It is estimated that we have been able to - here I want to reemphasize the discovery has been made here in China, and that the research institutions in China have been instrumental in doing that - save close to 500,000 lives. It is a very important medical innovation, and the best medication available today. That has been possible thanks to the collaboration between Chinese research organizations and Novartis development organization.

Q: For many multinational companies, cost is the major driver for the establishment of R&D centers in China. What about Novartis?

A: We were among the very first to invest in China, also in discovery research, not just development. The reason is not all about costs, because I think cost will balance out internationally. The reason is much more access to brains, so the more important aspect is where do you have the best scientists and how can you tap the best scientists.

Second, you have seen investment of several companies in R&D in the biomedical field, and that has only been possible because China made a commitment to protect intellectual property. Otherwise this development would not take place. In summary, cost is much less important than quality.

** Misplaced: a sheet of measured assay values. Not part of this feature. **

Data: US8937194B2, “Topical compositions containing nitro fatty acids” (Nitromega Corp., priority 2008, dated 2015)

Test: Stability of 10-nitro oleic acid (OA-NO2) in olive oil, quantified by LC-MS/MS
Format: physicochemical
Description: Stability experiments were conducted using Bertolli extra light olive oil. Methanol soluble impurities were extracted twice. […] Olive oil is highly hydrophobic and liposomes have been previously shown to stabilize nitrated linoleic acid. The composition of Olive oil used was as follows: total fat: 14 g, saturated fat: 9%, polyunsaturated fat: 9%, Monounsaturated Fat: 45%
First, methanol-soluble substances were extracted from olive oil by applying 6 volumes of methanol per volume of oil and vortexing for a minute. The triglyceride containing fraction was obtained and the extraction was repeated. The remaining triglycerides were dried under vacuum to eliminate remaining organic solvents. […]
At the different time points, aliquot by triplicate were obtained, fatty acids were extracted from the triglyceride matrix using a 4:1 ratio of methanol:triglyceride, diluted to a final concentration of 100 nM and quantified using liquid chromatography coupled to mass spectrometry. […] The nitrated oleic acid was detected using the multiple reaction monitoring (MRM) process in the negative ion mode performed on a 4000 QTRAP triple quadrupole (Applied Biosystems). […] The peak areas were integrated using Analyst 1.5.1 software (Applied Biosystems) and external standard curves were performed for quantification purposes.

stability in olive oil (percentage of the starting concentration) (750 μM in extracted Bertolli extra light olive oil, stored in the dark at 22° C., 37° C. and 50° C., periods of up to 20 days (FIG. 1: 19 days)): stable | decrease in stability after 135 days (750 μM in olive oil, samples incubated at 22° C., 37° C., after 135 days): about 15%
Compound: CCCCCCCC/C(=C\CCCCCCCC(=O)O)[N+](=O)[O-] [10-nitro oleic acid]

Q: What's your plan for expansion in China?

A: We have been growing dynamically in China, and we plan to continue to expand. In fact we plan to hire 20 percent more staff next year.

Second, we have started an R&D development endeavor in Shanghai. We hope with the help of the government, we would continue to expand that over the next several years. That is conditional on whether we can find enough really great scientists. We started with about 100; now we are building up. It needs time because you want to grow in a sustainable way rather than hire 300 to 400 people rapidly.

The third element is expansion geographically within China so that we can better serve also smaller cities and hopefully in the mid- to long-term, rural areas. There I think Novartis is specifically well positioned because we have innovative products, vaccines, generics and OTC, so we have all arms to serve the population well. Obviously in the rural areas, where there is only very small health insurance which will be increased over time, one focus is first on essential drugs before going to the latest biotech drugs.